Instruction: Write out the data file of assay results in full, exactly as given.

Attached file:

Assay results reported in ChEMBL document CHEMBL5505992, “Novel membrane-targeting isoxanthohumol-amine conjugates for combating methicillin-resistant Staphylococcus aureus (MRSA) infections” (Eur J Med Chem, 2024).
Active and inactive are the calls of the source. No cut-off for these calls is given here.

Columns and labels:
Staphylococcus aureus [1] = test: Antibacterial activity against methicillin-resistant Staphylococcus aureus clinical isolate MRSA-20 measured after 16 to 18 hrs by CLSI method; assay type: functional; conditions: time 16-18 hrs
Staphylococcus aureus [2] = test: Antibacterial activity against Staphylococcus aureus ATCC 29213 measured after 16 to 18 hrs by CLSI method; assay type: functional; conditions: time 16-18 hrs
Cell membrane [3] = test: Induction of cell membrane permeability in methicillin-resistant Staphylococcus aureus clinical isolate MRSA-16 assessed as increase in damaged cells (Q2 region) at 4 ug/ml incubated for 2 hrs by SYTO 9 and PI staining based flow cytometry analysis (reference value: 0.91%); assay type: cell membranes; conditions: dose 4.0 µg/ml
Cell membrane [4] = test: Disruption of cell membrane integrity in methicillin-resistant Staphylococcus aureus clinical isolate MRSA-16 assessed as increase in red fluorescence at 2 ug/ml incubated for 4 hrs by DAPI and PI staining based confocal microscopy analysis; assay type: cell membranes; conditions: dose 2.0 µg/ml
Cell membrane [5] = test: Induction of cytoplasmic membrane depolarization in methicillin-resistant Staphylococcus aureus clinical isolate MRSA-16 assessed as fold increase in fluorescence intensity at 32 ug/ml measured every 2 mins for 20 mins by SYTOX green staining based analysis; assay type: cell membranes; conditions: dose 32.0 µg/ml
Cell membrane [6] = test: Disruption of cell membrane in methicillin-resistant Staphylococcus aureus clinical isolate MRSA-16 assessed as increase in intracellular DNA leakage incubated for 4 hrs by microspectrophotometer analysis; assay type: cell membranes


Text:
Assay results reported in ChEMBL document CHEMBL5505992, “Novel membrane-targeting isoxanthohumol-amine conjugates for combating methicillin-resistant Staphylococcus aureus (MRSA) infections” (Eur J Med Chem, 2024).
Active and inactive are the calls of the source. No cut-off for these calls is given here.

Columns and labels:
Staphylococcus aureus [1] = test: Antibacterial activity against methicillin-resistant Staphylococcus aureus clinical isolate MRSA-20 measured after 16 to 18 hrs by CLSI method; assay type: functional; conditions: time 16-18 hrs
Staphylococcus aureus [2] = test: Antibacterial activity against Staphylococcus aureus ATCC 29213 measured after 16 to 18 hrs by CLSI method; assay type: functional; conditions: time 16-18 hrs
Cell membrane [3] = test: Induction of cell membrane permeability in methicillin-resistant Staphylococcus aureus clinical isolate MRSA-16 assessed as increase in damaged cells (Q2 region) at 4 ug/ml incubated for 2 hrs by SYTO 9 and PI staining based flow cytometry analysis (reference value: 0.91%); assay type: cell membranes; conditions: dose 4.0 µg/ml
Cell membrane [4] = test: Disruption of cell membrane integrity in methicillin-resistant Staphylococcus aureus clinical isolate MRSA-16 assessed as increase in red fluorescence at 2 ug/ml incubated for 4 hrs by DAPI and PI staining based confocal microscopy analysis; assay type: cell membranes; conditions: dose 2.0 µg/ml
Cell membrane [5] = test: Induction of cytoplasmic membrane depolarization in methicillin-resistant Staphylococcus aureus clinical isolate MRSA-16 assessed as fold increase in fluorescence intensity at 32 ug/ml measured every 2 mins for 20 mins by SYTOX green staining based analysis; assay type: cell membranes; conditions: dose 32.0 µg/ml
Cell membrane [6] = test: Disruption of cell membrane in methicillin-resistant Staphylococcus aureus clinical isolate MRSA-16 assessed as increase in intracellular DNA leakage incubated for 4 hrs by microspectrophotometer analysis; assay type: cell membranes